The COVID-19 pandemic has impacted almost every part of our daily lives, from restaurant closures and school cancellations, to the suspension of professional sports and the delay of movie releases. The financial markets are seeing unprecedented volatility and there is a real concern for the wider economy. This is driving U.S. lawmakers to focus only on policy that is related to the impact of COVID-19 and slow decisions on everything else, including regulatory policy.
In a recent article in Law360, the Senate Banking Committee’s ranking member Sherrod Brown, D-Ohio, called for federal financial regulators to shelve all rulemaking projects that aren’t directly related to “protecting the financial system and mitigating economic fallout from the outbreak.” The article also stated that Brown made similar requests in letters addressed to the heads of the Consumer Financial Protection Bureau, Federal Deposit Insurance Corp., Federal Housing Finance Agency, Office of the Comptroller of the Currency, National Credit Union Administration and U.S. Securities and Exchange Commission.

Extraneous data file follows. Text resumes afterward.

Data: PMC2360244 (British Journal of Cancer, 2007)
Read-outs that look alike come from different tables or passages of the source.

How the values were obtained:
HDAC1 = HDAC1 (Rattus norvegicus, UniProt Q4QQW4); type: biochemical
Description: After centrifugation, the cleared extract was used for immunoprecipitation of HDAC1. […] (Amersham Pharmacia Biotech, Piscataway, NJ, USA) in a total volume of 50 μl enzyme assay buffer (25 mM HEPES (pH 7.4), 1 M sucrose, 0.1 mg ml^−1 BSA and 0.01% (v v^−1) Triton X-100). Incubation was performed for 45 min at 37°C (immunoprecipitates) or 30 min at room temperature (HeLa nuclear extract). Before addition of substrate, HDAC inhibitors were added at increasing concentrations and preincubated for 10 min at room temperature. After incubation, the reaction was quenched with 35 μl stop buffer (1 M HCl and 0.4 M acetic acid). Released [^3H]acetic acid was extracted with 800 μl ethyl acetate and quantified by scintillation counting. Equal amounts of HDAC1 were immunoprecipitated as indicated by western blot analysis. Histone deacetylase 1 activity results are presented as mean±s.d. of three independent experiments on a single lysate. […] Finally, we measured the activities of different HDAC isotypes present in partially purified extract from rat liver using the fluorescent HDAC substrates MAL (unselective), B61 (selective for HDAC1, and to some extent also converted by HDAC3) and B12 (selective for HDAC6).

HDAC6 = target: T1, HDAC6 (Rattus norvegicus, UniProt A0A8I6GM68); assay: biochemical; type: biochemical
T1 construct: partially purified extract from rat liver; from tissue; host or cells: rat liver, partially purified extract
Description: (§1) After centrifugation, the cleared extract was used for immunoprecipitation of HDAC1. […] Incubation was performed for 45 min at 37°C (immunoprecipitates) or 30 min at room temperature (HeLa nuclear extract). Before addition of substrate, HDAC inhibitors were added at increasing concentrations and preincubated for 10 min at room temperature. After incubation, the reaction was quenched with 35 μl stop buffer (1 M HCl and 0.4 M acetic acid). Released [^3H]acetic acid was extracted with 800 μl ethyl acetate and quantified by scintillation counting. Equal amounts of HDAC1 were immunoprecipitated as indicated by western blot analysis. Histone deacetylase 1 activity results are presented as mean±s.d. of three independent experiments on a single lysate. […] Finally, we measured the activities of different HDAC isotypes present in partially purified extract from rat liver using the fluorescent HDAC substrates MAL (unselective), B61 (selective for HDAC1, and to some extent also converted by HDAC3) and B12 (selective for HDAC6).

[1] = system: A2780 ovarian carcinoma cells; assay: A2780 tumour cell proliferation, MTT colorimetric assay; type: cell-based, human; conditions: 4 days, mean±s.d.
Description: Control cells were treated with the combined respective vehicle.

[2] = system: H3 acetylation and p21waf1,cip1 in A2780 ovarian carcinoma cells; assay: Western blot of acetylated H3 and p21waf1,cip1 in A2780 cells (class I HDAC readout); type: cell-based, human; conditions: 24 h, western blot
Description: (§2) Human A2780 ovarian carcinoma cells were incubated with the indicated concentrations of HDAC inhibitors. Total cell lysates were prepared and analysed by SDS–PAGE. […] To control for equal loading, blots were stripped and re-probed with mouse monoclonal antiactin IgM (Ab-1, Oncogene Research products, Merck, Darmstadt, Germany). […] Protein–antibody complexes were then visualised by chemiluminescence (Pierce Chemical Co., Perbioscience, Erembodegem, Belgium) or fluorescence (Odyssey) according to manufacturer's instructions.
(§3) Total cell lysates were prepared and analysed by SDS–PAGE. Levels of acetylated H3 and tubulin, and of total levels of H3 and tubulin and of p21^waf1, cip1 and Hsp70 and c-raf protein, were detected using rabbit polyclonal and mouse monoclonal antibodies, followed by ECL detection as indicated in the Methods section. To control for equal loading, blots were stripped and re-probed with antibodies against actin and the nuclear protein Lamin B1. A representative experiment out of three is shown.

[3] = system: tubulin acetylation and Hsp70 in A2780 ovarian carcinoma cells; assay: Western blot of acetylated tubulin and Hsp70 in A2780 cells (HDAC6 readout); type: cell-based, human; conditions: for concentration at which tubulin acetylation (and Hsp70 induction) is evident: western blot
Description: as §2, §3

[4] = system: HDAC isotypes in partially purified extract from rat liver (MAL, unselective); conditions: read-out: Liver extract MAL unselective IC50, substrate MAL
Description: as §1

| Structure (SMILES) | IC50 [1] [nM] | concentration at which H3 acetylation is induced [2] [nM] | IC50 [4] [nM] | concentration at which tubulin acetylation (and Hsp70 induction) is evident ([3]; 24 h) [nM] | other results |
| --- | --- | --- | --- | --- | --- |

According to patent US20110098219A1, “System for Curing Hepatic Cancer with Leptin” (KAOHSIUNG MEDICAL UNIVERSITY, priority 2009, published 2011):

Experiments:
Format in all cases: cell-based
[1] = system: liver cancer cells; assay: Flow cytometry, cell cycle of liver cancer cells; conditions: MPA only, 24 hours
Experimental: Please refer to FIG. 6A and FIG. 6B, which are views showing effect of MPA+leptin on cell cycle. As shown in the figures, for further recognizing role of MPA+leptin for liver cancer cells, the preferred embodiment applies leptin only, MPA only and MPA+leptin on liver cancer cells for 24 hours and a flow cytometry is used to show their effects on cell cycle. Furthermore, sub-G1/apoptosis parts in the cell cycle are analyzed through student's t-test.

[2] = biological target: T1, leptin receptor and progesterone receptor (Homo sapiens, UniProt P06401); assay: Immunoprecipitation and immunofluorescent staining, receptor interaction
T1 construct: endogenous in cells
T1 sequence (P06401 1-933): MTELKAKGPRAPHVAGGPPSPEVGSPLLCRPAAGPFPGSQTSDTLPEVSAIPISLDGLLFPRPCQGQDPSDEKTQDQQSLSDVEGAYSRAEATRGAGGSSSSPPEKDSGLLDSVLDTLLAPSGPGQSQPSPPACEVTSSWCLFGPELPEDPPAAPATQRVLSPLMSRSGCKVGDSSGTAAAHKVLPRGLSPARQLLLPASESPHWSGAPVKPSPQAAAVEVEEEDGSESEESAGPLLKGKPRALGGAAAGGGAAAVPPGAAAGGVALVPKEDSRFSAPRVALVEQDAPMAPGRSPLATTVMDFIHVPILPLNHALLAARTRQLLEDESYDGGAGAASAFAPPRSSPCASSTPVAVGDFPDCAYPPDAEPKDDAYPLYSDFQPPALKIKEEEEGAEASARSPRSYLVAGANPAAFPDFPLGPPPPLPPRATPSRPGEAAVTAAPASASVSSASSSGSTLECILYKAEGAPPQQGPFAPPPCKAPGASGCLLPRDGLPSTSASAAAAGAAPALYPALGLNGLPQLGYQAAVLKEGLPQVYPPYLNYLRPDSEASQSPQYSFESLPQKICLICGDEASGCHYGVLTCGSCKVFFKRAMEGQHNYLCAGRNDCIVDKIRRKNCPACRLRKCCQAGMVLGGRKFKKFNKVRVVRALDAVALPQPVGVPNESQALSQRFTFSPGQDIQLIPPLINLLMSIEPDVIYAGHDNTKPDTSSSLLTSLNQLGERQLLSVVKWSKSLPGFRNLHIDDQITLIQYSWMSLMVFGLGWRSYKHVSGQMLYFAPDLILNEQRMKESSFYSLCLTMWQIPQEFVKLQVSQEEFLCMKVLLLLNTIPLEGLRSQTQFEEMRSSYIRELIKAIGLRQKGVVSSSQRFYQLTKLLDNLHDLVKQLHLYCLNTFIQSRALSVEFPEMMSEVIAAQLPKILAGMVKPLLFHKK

Federal financial rule makers have many initiatives underway that were set to come to conclusions in the coming weeks and months, but these are likely to be put on hold as there will be a lack of bandwidth to provide useful feedback on anything other than COVID-19 related proposals. Clearly this is a hot-button issue that is already receiving the usual party-political responses and criticisms, but it is clear there will be consequences from the pandemic. We are currently working on a piece that gives our thoughts on potential impacts COVID-19 will have on the regulatory agenda. In the meantime, if you have any questions on regulatory reform, drop us a line here.